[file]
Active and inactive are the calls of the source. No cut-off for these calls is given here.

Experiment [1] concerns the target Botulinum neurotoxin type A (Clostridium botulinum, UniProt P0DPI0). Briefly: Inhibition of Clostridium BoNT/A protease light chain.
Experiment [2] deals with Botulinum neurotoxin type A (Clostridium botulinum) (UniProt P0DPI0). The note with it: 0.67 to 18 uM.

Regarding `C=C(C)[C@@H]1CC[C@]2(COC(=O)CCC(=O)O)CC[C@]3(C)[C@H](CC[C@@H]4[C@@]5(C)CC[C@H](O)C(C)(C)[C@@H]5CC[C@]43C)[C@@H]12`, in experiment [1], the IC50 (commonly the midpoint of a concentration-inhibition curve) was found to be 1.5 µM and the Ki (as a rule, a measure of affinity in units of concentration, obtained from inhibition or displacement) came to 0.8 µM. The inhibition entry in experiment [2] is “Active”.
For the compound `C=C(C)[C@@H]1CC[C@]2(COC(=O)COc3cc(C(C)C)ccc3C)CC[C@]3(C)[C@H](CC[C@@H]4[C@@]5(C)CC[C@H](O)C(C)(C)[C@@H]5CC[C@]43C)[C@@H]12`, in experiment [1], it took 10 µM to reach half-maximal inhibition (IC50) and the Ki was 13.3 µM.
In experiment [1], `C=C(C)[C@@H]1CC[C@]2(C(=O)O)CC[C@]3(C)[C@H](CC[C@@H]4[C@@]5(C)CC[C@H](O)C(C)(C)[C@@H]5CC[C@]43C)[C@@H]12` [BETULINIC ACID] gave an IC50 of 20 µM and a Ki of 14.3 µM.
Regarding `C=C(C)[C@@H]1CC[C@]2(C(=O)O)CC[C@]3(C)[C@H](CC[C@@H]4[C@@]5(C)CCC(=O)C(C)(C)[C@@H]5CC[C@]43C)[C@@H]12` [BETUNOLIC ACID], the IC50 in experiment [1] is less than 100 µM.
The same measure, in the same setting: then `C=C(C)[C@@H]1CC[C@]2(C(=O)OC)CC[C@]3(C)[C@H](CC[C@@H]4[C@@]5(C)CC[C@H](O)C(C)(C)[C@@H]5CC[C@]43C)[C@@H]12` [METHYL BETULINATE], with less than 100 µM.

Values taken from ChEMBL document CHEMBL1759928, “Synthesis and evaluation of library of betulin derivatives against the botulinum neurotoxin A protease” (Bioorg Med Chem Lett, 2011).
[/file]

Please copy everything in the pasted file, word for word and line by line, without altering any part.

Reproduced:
Active and inactive are the calls of the source. No cut-off for these calls is given here.

Experiment [1] concerns the target Botulinum neurotoxin type A (Clostridium botulinum, UniProt P0DPI0). Briefly: Inhibition of Clostridium BoNT/A protease light chain.
Experiment [2] deals with Botulinum neurotoxin type A (Clostridium botulinum) (UniProt P0DPI0). The note with it: 0.67 to 18 uM.

Regarding `C=C(C)[C@@H]1CC[C@]2(COC(=O)CCC(=O)O)CC[C@]3(C)[C@H](CC[C@@H]4[C@@]5(C)CC[C@H](O)C(C)(C)[C@@H]5CC[C@]43C)[C@@H]12`, in experiment [1], the IC50 (commonly the midpoint of a concentration-inhibition curve) was found to be 1.5 µM and the Ki (as a rule, a measure of affinity in units of concentration, obtained from inhibition or displacement) came to 0.8 µM. The inhibition entry in experiment [2] is “Active”.
For the compound `C=C(C)[C@@H]1CC[C@]2(COC(=O)COc3cc(C(C)C)ccc3C)CC[C@]3(C)[C@H](CC[C@@H]4[C@@]5(C)CC[C@H](O)C(C)(C)[C@@H]5CC[C@]43C)[C@@H]12`, in experiment [1], it took 10 µM to reach half-maximal inhibition (IC50) and the Ki was 13.3 µM.
In experiment [1], `C=C(C)[C@@H]1CC[C@]2(C(=O)O)CC[C@]3(C)[C@H](CC[C@@H]4[C@@]5(C)CC[C@H](O)C(C)(C)[C@@H]5CC[C@]43C)[C@@H]12` [BETULINIC ACID] gave an IC50 of 20 µM and a Ki of 14.3 µM.
Regarding `C=C(C)[C@@H]1CC[C@]2(C(=O)O)CC[C@]3(C)[C@H](CC[C@@H]4[C@@]5(C)CCC(=O)C(C)(C)[C@@H]5CC[C@]43C)[C@@H]12` [BETUNOLIC ACID], the IC50 in experiment [1] is less than 100 µM.
The same measure, in the same setting: then `C=C(C)[C@@H]1CC[C@]2(C(=O)OC)CC[C@]3(C)[C@H](CC[C@@H]4[C@@]5(C)CC[C@H](O)C(C)(C)[C@@H]5CC[C@]43C)[C@@H]12` [METHYL BETULINATE], with less than 100 µM.

Values taken from ChEMBL document CHEMBL1759928, “Synthesis and evaluation of library of betulin derivatives against the botulinum neurotoxin A protease” (Bioorg Med Chem Lett, 2011).